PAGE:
Dunn is a longtime member of the National Rifle Association and is against any form of gun control, including any type of background checking. He also would work to scrap the federal Common Core education standards, fight against the minimum wage and advocate for building up America’s military capabilities.
Dunn has endorsed and donated to Donald Trump’s campaign for president.
Walter Dartland, the Democratic candidate, admits that he faces an uphill battle but is unfazed by those who say he can’t win the election. It was after learning that no one from the party was running for the seat that Dartland was inspired to enter the race.
“After much discussion with them (the Democratic Party) and my wife, I finally decided that someone has to run even though I know what the odds are,” Dartland said. “No matter what, we should aggressively campaign and we should expect to win.”
Dartland received his law degree from the University of Michigan before serving in the United States Marine Corps. He worked as the Miami-Dade County Consumer Advocate for over a decade before he served as deputy attorney general under the popular Florida Attorney General Bob Butterworth.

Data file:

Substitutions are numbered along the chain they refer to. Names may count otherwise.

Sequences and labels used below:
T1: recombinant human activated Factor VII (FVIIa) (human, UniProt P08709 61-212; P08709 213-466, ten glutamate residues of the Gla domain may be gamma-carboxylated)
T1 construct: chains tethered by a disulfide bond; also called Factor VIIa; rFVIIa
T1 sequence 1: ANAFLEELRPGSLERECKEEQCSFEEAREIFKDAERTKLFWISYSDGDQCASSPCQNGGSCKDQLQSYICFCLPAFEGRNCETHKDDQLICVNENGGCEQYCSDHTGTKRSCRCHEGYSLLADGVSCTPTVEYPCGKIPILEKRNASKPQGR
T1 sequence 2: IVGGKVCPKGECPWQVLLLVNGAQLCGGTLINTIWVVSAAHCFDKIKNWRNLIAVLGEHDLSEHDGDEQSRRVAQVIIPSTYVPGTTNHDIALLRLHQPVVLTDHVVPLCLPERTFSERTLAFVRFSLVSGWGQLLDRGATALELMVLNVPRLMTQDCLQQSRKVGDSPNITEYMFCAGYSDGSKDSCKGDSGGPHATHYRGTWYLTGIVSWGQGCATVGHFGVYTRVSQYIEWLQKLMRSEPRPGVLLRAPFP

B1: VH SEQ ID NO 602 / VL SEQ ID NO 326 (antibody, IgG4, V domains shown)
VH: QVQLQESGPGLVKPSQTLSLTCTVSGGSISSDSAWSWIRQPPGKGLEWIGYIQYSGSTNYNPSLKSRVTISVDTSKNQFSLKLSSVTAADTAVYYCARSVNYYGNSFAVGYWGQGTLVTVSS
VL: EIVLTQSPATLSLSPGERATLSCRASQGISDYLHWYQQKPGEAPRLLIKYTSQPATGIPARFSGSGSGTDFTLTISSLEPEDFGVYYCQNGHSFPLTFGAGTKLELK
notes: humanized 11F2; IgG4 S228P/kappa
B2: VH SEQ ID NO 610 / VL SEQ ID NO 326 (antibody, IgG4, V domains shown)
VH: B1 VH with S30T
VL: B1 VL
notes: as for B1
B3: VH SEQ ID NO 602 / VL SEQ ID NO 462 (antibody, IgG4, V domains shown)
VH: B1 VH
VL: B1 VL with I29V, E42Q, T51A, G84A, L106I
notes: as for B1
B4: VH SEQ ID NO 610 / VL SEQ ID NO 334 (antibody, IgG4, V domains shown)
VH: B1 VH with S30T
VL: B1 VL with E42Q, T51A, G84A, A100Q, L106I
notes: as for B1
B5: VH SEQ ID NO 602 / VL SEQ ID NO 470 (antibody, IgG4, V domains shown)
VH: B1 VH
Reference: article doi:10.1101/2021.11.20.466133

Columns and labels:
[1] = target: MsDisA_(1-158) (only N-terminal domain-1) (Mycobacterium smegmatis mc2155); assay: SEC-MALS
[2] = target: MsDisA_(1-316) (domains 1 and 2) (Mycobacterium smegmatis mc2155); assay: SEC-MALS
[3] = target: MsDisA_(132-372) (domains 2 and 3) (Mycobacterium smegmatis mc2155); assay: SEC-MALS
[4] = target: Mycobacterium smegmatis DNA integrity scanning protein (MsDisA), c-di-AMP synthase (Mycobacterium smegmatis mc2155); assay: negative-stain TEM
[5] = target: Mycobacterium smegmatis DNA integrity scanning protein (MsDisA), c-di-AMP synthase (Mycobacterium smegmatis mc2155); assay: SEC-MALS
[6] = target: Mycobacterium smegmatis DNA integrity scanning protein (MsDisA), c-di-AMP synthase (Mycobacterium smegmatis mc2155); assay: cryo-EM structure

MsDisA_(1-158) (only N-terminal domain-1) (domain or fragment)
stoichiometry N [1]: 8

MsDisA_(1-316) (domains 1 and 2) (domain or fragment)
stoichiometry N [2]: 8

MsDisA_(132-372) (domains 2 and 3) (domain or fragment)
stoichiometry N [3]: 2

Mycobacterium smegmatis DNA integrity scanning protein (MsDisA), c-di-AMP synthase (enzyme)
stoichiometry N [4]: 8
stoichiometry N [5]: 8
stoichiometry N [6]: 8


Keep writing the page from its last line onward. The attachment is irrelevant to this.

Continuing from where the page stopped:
Dartland has gotten meager resources from the party for his campaign. He was disappointed by this but understands that there are closer races for both the House and the Senate that the party needs to invest in.
One of the issues that Dartland is most concerned about is campaign finance. If elected, he would fight to overturn the controversial Citizens United Supreme Court ruling that has opened the doors to virtually unlimited campaign spending through super political action committees, or PACs. Dartland does not have a super PAC registered under his name.
In order to tackle the problem of unemployment in District 2, Dartland emphasizes the importance of maintaining the environment and investing in education.
“We have to make sure that our lakes and waters are pristine so that we can attract tourists to this area in Florida,” Dartland said.
Dartland is a proponent of making community colleges and trade schools free in order for low-income individuals to get the skills they need to be competitive in the job market.
His platform also includes gun control reforms such as background checks and waiting periods, as well as raising the minimum wage to $15 an hour.
Also running is Libertarian Party candidate Rob Lapham, the co-founder of a tech company who ran for Congress in Texas before moving to Gulf County.
Lapham’s libertarian platform includes drastically reducing government spending, cutting down on American military ventures abroad, ending the “war on drugs” and shutting down the federal Department of Education.
“With the two old parties, there is sufficient corruption going on in both of them and I think people are pretty disgusted and are looking for an alternative,” Lapham said. “I believe and I’m hoping that the Libertarian Party is that solution.”